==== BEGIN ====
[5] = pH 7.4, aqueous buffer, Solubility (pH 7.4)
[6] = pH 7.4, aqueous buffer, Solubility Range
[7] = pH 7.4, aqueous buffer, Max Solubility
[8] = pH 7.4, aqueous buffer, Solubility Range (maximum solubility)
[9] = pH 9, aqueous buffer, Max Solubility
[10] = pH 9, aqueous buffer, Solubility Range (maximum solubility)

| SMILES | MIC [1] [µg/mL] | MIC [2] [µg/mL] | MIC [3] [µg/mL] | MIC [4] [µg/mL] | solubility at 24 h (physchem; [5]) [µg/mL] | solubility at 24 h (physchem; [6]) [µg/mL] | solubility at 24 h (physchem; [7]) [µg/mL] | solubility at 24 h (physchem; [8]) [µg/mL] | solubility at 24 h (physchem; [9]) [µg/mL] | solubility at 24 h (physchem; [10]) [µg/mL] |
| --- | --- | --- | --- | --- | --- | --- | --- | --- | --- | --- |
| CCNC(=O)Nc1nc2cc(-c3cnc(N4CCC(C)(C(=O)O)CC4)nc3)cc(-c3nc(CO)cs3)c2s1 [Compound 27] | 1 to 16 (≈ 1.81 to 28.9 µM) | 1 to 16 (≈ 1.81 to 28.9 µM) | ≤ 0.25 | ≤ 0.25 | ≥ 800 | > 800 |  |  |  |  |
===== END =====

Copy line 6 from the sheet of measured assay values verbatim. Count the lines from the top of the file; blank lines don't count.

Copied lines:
[10] = pH 9, aqueous buffer, Solubility Range (maximum solubility)